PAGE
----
Public consultation response: European Media Freedom Act
Eurocadres has responded to European Commissions public consultation on the European Media Freedom Act. While the initiative is very welcome and brings in much needed protection and transparency measures, Eurocadres' position highlights that proper protection for media workers and greater independence of media need to be guaranteed, among other measures that can be taken to develop the proposal.
Eurocadres, the representative of Europe’s Professionals and Managers, is one of the three recognised European cross-sectoral social partners representing six million employees. We welcome the European Media Freedom Act, which brings welcome support and clarity to the media sector that has faced multiple different challenges in the past years. Our key recommendations for the initiative are the following:
Safe work for media workers
Journalists and media workers need to be protected from any threat of harm. Judicial protection and soft law measures to ensure media workers, their sources, and other affiliates are protected from any retaliation related to their work, should be effective and efficient against threats that have increased in the past years. This includes also protection from any illicit surveillance that jeopardises the basic rights that journalists have as citizens, workers and representatives of independent media. The clarity of the wording should include both internal and external actors that may attempt illegally monitor media workers.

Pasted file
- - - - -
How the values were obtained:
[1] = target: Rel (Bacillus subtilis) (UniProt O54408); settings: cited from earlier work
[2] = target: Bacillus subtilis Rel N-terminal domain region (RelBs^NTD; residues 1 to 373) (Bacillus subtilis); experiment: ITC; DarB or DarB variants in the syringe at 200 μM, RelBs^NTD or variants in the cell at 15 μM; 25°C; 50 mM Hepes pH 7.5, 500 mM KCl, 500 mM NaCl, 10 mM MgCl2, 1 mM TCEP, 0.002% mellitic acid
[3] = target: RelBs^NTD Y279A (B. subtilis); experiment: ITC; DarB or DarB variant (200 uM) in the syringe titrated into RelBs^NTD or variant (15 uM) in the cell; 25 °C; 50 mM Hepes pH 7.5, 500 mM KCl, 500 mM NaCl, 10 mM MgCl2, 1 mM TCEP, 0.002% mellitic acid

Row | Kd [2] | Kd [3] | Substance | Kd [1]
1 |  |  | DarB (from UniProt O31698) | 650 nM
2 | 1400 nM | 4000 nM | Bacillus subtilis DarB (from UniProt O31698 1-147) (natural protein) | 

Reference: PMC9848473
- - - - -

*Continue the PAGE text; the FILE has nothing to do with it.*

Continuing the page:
Improving the employment stability of media workers
The media sector has gone through a severe transformation in the past years, where working conditions have moved from regular contracts to either freelancing or otherwise towards atypical working contracts. Providing funding and support to stabilise the wellbeing and employment predictability of the media workers is essential to ensure that the vitality and expertise of the sector does not erode.
Transparent and fair media field
For European democracy to function as a whole, transparent ownership of media and its finances is essential prerequisite for the functionality of the sector. While the transparency requirements of head of management and governing board is a good start, also indirect ownerships and interests of the management of media organisations should be clarified.
In similar manner, the legislative coherence with the digital legislations needs to be ensured. The impacts of algorithms and AI should be taken into account to avoid unwanted legislative gaps between the Digital Services Act, AI Act, and Media Freedom Act. This includes the online media content dimensions related to the very large online platforms, but also the impact that algorithmic transparency and other digital regulations have. The media content should be treated and accessible fairly and legally, no matter in which platform it is being shared.
Finally, the self-regulatory measures of the platforms and media sector need to be subject at least to basic principles set by public actors. Otherwise these measures are poorly complied with or simply inadequate.
Protection of information sources
While the Whistleblower Directive has introduced successfully minimum standards for whistleblower, the Media Freedom Act should be consistent with the same level of protection. While the Whistleblower Directive is still in the transposition in a lot of EU countries, the Media Freedom Act needs to address the protection of the information sources that media relies on.